Trupa Trupa

Of The Sun review – No Wave

A self-described poet, Grzegorz Kwiatkowski is careful with his words. This care oozes through every second of Trupa Trupa’s music. Unwaveringly fair and thoughtful, Trupa Trupa dodge the brattiness can dog modern punk and post-punk.

Songs on Of the Sun are little loops. Lyrics and musical phrases repeat like mantras, and thud like horses’ hooves. They are direct enough to suggest ideas, but swerve proselytisation and condescension. This doesn’t feel like spinelessness. It feels like Trupa Trupa’s fear of becoming didacts, overcomplicating things into a mansplain-y and dictatorial mess.

The simplicity of their songs mean joy springs from the smallest changes. More impressive than stadium-filling bands are those who make marvels with very little. The switch-up of energy that occurs half way through ‚Mangle’ is brilliant in its subtlety. A little goes a long way, in a mid-song twist that goes toe-to-toe with Swans’ ‚The Seer Returns’.

The band go some way to matching Swans in sheer power, too, with some punchy recording and production. It’s rare and gratifying to hear a studio recording of a bass drum which actually possesses the fury of one (it’s too easy to get used to equalised drips of barely-audible bass drum piss).

Despite inspiring posturing paragraphs about bass drums, Of the Sun has more to offer than traditional rock’n’roll. There is plenty of space for stuff to get weird. The album’s title track is a gorgeous piece which sounds like the machinery of a factory trying to vocalise.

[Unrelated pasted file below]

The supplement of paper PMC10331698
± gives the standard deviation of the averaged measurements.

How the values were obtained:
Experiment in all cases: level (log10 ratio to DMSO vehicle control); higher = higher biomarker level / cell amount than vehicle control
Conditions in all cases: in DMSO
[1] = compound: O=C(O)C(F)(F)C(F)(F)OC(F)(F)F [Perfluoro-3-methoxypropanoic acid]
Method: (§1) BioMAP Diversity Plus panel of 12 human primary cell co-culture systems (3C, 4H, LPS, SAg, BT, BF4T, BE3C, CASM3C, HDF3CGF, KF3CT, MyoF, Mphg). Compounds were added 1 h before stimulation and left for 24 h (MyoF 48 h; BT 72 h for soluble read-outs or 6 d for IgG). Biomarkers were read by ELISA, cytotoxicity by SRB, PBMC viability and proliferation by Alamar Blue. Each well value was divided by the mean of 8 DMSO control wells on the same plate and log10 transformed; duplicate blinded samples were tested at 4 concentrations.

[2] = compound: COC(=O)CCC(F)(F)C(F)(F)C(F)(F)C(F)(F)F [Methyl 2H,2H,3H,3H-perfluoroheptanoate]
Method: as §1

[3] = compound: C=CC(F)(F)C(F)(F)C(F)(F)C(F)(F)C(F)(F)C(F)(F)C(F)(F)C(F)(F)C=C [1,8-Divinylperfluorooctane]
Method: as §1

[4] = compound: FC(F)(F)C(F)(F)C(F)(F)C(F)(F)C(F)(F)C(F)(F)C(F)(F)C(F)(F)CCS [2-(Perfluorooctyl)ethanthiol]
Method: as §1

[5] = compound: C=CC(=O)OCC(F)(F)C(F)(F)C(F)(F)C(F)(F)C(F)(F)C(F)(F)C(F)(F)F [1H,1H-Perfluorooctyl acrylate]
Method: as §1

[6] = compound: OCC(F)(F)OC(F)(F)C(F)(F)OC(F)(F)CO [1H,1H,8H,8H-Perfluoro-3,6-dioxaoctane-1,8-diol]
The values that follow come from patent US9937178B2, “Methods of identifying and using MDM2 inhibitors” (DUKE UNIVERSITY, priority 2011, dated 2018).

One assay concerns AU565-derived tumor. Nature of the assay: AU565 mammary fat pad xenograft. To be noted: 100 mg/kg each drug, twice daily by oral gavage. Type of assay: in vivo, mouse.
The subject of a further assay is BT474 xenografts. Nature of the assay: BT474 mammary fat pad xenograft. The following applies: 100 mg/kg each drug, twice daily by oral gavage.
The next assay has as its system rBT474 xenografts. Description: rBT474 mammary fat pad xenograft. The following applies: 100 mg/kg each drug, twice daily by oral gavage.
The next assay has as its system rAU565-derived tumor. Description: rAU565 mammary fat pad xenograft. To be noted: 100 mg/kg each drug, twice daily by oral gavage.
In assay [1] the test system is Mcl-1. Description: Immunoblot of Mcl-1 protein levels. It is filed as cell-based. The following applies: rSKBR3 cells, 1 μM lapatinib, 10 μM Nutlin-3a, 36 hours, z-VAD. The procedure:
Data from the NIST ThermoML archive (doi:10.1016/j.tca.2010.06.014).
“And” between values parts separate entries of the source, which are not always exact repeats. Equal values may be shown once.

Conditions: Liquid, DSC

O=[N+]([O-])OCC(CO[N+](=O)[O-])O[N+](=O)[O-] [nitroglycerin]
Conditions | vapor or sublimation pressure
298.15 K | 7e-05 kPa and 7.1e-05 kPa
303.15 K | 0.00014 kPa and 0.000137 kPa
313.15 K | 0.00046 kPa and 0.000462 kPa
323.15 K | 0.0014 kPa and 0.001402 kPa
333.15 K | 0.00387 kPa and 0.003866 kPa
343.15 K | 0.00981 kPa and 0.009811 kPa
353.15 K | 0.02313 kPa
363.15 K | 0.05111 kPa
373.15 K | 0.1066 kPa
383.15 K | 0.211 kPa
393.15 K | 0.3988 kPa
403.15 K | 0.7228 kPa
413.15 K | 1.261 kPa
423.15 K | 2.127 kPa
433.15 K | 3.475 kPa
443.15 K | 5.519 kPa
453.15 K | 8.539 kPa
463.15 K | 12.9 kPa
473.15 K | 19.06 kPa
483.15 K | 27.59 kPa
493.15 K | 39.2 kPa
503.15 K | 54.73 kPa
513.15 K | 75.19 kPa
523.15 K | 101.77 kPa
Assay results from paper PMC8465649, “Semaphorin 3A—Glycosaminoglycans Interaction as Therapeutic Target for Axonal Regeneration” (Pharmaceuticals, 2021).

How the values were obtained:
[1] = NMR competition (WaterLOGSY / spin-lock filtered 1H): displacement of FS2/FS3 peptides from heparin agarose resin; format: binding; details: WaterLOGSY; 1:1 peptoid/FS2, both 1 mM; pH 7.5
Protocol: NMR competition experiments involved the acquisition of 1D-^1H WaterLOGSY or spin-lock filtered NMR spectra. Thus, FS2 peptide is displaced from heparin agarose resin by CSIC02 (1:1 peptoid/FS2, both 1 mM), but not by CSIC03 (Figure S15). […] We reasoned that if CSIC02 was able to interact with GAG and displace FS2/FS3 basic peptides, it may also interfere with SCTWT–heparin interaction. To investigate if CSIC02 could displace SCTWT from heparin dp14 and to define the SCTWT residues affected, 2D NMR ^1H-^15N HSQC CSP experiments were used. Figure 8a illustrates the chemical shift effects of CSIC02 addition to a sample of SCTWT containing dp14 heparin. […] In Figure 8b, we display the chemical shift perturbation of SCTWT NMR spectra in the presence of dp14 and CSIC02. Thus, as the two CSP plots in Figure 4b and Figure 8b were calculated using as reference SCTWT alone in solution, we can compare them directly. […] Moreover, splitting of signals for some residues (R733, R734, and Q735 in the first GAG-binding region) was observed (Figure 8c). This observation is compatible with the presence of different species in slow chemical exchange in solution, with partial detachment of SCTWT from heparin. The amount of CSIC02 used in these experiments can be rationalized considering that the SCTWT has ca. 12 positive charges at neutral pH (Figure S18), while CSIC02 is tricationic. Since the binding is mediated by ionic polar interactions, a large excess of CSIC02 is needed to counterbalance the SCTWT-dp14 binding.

The album’s most psychedelic track, ‚Angle’ is like a quasi-religious encounter. It’s wonky and solemn, the estranged child of Sister Irene O’Connor and Pink Floyd’s ‚The Gnome’. Imagine seeing the burning bush while stumbling back from the pub. It’s transubstantiated, appeared in a sicky bin far from Saint Catherine’s Monastery. A skeptic would say it’s just the song’s title inspiring Freudian slips.

But a sense of rusted-over ecclesiasticism underlines all of Of the Sun, whether intentionally or not. It’s in its pomp, its Benedictine close harmonies and its immanence — its willingness to pan for gold in the world’s gutter. And this confluence of gold and shit perfectly summarises an album which kneads the sun into the clouds. This is music for an uncertain future, exploring deep in the valley of our disunity, panning mistakes from history’s river.

Of the Sun will be released on September 13th. Pre-order and stream tracks from the album here. Read No-Wave’s interview with frontman Grzegorz here.

Andrew O’Keefe,

Of The Sun review – No Wave